Dr Susette Cooke

PhD (University of Sydney)
Postdoctoral Research Fellow, Department of Chinese Studies
Member China Studies Centre.

A18 - Brennan MacCallum Building
The University of Sydney


Biographical details

Susette Cooke received her BA (Asian Studies) from the Australian National University in 1974 and her PhD in Chinese Literature from the University of Sydney in 1993. After studying at Peking University 1978-80 she worked in the private arts sector before returning to China on an Australian Award for Research in Asia 1993-4. From 2004-13 she taught China Studies at the University of Technology Sydney, moving to the University of Sydney in 2013 as a Postdoctoral Research Fellow in the Department of Chinese Studies.

Research interests

Dr Cooke’s current research interests centre on ethnic minority-state relations in Northwest China; social, cultural and economic change under the Great Western Development project; and state administration of religion in China.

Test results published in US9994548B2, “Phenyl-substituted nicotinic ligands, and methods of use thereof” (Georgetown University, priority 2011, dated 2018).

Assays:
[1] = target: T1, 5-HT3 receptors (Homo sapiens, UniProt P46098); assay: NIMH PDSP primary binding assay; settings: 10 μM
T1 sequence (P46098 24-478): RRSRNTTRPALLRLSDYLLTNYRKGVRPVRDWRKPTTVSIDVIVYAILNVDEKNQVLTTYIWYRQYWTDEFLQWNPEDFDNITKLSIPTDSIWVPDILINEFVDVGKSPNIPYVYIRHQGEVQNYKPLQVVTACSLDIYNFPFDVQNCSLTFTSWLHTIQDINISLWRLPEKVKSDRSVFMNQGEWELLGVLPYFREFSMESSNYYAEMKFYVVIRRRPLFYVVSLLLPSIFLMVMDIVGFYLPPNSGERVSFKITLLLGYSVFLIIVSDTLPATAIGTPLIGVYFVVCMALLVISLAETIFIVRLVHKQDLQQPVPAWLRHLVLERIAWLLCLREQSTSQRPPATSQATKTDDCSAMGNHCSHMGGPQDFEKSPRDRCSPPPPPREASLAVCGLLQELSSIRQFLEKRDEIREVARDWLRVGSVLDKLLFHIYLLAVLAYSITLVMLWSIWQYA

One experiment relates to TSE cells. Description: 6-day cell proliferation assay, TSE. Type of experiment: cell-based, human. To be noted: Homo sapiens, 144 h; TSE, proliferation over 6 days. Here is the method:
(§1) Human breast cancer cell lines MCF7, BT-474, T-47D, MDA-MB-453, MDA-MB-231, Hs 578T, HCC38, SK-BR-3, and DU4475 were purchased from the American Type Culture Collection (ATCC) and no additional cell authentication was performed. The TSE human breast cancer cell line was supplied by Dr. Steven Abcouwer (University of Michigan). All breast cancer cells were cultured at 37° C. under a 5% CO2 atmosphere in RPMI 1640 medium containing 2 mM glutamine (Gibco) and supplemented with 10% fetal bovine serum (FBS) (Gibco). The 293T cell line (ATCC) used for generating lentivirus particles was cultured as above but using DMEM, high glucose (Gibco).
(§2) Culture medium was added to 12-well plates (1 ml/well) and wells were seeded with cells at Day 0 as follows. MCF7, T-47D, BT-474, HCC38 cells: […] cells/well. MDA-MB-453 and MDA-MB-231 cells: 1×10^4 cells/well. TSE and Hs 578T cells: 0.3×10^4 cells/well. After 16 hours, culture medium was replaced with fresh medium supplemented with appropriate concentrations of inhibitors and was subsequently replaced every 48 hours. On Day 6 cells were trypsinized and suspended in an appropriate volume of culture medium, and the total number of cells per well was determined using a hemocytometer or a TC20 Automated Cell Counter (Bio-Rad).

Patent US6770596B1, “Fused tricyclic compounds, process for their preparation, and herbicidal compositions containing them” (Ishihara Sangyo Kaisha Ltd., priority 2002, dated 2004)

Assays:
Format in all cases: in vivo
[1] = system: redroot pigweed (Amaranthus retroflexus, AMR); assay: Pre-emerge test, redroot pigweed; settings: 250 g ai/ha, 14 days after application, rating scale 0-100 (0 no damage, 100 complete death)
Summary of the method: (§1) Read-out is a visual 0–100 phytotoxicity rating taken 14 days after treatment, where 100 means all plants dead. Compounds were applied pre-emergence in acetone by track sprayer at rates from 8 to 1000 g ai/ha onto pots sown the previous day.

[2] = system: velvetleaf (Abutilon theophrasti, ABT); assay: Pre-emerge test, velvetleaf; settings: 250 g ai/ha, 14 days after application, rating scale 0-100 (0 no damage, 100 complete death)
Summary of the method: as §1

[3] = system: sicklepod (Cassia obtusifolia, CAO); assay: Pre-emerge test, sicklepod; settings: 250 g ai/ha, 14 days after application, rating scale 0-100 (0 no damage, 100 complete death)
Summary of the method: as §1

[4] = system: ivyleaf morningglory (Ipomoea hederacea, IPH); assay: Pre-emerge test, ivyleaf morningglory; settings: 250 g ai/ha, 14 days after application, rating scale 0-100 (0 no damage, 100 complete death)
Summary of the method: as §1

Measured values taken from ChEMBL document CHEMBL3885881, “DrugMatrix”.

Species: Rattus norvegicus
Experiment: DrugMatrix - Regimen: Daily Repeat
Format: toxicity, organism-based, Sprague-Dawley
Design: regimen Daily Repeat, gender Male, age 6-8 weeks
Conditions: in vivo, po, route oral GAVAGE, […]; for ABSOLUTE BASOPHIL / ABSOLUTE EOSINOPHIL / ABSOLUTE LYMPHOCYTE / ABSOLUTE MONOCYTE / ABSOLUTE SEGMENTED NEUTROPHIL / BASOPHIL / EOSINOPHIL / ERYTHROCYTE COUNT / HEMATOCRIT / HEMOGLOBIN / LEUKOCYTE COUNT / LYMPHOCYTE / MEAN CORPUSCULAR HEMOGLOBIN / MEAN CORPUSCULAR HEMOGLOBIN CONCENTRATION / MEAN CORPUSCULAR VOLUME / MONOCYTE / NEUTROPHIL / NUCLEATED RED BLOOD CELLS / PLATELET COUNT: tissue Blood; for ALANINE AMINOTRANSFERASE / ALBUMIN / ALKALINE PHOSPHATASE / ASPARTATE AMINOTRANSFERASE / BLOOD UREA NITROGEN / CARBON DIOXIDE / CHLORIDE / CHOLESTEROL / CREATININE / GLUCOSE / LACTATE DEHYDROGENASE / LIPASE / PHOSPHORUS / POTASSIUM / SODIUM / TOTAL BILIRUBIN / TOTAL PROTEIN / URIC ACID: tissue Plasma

Current projects

  • The social basis of economic development in China’s West.
  • Culture, religion and the state in ethnic minority regions of China.

Associations

  • Association for Asian Studies
  • Association for Applied Anthropology

Awards and honours

  • 2010 China’s Tibetan Buddhist Margins: Identity, Culture and Development;
  • Australian Research Council (ARC)/Discovery Projects (DP).
  • 2001 China’s Qinghai Province: migration, colonisation and the contest for political space; Goodman D., Cooke S; Australian Research Council (ARC)/Discovery Projects (DP).

In the media

Selected Publications

2012 ‘The Idea of Qinghai’ (with David S.G.Goodman), book chapter for Vast Land of Borders book project (UTS-CIW).

2010 ‘Butterfingers: resculpting religion at a Tibetan Buddhist monastery’, Provincial China, vol.2, no.1, September .

2009 ‘Religious work: governing religion in reform-era China’, in Elaine Jeffreys (ed.), China’s Governmentalities: Governing change, changing government, London, Routledge.

2008 ‘Becoming and unbecoming Tu: nation, nationality and exilic agency in the People’s Republic of China’, in Paul Allatson and Jo McCormack (eds), Exile Cultures, Misplaced Identities, Amsterdam, Rodopi.

2008 ‘Surviving state and society in Northwest China: the Hui experience under the People’s Republic of China’, Journal of Muslim Minority Affairs, vol.28, no.3, December.

2008 ‘Light and shadow under the international spotlight: the Beijing Olympics, Tibetan protest, and the Sichuan earthquake, CSAA Newsletter, no.36, June.